In the first series, Maria French demonstrates the art of measuring correctly the various parts of a female body so that dressmaking patterns can be checked against the measurements as an aid to choosing the best pattern size for each unique woman. 

1. Introduction
 My name is Maria French. I am a seamstress, and I teach sewing classes at the Wellington Sewing Centre.
2. What you should wear
Remember to wear clothes that are fitted, but not overly tight. Avoid jeans, shapewear, baggy sweaters and push up bras. Stick with T-shirts, leggings, light dresses etc.
3. Preparations
Tie a piece of elastic around your waist - this will automatically go to your smallest area and will help to keep your measurements consistent. Use a mirror to help make sure you are taking them from the right places.
4. Bust Measurement
Fullest area of your chest, usually over your nipples. Keep the tape measure parallel to the floor. Breathe in and release to relax, and look straight ahead.
5. Waist Measurement
Smallest area, often at the base of just under your ribcage. NOT around your belly button, that is the abdomen. Keep tape measure parallel to the floor. Breathe in and release to relax, and look straight ahead.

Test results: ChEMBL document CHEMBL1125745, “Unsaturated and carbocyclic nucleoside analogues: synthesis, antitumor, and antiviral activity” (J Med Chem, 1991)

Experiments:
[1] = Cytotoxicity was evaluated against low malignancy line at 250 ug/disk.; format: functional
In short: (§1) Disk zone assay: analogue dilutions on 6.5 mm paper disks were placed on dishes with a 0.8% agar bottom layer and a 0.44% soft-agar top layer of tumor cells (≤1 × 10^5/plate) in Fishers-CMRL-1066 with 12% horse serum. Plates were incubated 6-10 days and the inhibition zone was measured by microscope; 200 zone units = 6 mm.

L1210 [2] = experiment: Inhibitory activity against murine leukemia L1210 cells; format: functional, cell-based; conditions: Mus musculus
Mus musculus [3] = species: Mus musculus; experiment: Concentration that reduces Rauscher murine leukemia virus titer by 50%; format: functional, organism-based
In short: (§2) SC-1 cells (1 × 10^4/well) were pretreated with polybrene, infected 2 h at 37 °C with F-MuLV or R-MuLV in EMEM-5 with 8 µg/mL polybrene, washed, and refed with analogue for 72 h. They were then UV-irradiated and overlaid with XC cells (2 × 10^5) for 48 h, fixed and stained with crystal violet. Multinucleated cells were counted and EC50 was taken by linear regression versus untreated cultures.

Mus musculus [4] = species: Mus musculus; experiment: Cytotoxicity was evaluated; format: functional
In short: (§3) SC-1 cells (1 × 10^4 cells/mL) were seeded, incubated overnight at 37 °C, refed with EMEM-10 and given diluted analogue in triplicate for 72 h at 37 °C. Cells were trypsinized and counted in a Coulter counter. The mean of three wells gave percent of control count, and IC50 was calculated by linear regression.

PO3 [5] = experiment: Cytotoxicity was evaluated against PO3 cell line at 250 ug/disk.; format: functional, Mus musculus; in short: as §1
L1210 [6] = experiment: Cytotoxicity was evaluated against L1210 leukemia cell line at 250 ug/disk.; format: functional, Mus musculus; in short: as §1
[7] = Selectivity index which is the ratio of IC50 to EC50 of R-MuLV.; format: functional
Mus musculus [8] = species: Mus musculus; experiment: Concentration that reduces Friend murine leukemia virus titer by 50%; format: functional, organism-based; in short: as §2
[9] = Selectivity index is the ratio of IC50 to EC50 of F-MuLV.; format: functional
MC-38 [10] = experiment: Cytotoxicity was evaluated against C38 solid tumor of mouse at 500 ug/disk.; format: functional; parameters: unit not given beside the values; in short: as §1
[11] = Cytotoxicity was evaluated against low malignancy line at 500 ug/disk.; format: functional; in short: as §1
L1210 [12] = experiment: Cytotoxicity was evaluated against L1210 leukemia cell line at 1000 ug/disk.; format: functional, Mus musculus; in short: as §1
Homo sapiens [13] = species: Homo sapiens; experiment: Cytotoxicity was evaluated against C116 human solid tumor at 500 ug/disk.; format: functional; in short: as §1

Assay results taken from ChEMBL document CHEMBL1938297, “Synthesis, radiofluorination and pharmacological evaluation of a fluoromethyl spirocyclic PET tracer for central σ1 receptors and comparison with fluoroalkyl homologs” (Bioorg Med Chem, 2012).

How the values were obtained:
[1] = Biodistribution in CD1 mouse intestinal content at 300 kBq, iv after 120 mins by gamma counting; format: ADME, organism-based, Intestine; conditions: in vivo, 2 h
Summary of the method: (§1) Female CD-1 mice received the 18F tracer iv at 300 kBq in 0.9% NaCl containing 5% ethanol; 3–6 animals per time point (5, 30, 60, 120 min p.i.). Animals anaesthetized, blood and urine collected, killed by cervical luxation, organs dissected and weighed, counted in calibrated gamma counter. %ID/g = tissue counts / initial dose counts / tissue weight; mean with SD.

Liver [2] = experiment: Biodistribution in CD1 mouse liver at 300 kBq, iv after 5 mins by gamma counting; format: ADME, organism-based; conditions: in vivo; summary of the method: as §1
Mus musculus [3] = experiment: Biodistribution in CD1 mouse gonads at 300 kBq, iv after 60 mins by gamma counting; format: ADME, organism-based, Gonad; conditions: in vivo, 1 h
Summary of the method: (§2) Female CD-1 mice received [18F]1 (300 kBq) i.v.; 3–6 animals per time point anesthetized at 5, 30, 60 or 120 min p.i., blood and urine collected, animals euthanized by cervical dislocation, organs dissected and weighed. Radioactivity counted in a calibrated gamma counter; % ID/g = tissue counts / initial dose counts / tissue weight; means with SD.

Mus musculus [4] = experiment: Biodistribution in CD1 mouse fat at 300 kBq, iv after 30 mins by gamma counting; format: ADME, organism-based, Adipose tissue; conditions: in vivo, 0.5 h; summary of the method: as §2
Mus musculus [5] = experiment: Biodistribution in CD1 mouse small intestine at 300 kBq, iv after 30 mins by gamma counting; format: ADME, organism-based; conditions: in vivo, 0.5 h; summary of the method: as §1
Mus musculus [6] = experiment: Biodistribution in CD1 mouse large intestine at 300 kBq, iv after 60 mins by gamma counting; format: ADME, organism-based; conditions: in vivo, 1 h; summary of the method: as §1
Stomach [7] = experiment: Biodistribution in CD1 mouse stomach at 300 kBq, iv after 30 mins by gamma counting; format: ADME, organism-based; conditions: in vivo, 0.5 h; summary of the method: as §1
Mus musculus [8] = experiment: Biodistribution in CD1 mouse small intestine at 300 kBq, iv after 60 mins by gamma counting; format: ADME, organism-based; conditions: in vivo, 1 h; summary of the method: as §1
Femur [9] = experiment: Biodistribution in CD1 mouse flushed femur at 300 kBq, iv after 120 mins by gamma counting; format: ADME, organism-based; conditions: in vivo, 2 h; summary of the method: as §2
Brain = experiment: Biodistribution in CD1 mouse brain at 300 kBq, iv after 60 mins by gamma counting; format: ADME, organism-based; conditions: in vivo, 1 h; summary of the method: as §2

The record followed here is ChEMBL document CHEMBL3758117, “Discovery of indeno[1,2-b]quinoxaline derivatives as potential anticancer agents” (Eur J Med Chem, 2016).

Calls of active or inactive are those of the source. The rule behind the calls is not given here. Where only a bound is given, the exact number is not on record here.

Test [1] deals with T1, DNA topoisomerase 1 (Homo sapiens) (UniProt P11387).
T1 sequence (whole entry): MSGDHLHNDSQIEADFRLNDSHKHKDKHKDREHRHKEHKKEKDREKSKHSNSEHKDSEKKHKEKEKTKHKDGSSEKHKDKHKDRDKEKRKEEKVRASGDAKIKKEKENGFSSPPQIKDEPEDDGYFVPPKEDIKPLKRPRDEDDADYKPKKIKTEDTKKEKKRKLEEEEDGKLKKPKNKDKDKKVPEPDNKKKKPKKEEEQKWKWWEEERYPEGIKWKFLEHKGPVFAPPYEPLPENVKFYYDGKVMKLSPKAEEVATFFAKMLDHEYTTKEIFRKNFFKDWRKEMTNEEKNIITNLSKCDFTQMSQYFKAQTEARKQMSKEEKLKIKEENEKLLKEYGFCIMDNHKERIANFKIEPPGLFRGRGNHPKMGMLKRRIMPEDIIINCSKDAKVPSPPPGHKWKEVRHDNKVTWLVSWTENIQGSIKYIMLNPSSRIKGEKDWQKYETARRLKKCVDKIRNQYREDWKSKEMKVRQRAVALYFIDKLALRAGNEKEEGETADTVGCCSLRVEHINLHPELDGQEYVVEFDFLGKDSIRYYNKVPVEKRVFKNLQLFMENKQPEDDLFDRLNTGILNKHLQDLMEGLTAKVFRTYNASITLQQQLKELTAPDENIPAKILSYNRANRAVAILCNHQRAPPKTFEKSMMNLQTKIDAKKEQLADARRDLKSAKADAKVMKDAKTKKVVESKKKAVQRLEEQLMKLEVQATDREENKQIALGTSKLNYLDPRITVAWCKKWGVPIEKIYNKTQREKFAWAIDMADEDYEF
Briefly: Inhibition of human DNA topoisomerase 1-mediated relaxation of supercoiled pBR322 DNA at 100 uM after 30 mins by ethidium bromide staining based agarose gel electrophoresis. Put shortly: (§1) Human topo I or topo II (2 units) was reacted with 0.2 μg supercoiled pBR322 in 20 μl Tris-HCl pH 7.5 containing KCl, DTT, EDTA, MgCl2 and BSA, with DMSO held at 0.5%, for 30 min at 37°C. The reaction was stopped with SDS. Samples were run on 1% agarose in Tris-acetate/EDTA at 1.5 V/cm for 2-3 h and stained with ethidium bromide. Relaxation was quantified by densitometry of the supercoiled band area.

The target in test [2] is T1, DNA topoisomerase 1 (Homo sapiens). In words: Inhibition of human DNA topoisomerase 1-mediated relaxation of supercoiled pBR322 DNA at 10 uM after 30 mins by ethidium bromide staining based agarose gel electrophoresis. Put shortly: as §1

6. Hip Measurement
Fullest area, usually around your bum, not around your hipbones. Keep tape measure parallel to the floor. Tape measure should be firm but not tight.
7. Lengths
Take length measurements from your piece of elastic for waisted skirts and dresses. Start lower for trousers and skirts that sit lower down. Take this in front of a mirror while looking straight ahead and drop the tape measure until the end is at the desired height.Use this as a starting point and add some cms so you have room to adjust as necessary during fitting.
8. Nape to Waist
Good bodice length measurement. If you know that clothes tend to be too long or too short in the body, you will find this helpful. Otherwise you likely won’t need it as you are probably close enough to standard.From the back of your neck to waist - have someone else take this if possible.Use your piece of elastic to help finish at the right place, and start at the base of your neck/top of the spine.
9. Shoulder
Most people can happily use standard pattern shoulder measurements; you will probably already know if this will be helpful for you.Start at the base of the neck, and imagine a point where your shoulder and arm would form a point if we were made of straight lines as the finish.